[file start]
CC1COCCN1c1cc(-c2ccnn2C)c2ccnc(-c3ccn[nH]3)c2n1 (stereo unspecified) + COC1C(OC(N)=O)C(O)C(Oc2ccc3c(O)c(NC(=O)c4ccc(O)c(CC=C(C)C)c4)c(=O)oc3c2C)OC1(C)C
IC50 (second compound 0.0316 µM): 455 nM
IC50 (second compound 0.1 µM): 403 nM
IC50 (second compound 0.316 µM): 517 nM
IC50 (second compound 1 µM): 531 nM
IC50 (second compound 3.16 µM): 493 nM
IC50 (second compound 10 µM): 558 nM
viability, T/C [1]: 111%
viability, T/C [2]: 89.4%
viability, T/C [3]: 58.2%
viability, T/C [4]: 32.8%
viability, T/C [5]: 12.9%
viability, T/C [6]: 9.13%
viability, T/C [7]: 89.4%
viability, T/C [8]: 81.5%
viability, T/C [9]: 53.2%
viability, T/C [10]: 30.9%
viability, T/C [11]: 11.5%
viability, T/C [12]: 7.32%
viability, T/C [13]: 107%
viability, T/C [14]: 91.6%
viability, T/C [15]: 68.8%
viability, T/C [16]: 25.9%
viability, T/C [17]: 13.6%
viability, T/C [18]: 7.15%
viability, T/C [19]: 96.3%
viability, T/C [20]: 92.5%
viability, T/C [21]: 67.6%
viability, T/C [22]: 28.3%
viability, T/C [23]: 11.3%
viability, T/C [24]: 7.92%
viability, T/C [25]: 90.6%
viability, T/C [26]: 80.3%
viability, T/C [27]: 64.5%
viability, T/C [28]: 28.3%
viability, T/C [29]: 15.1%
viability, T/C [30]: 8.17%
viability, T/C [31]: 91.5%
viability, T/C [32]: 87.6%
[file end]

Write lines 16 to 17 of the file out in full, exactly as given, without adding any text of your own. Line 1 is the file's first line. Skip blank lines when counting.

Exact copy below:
viability, T/C [9]: 53.2%
viability, T/C [10]: 30.9%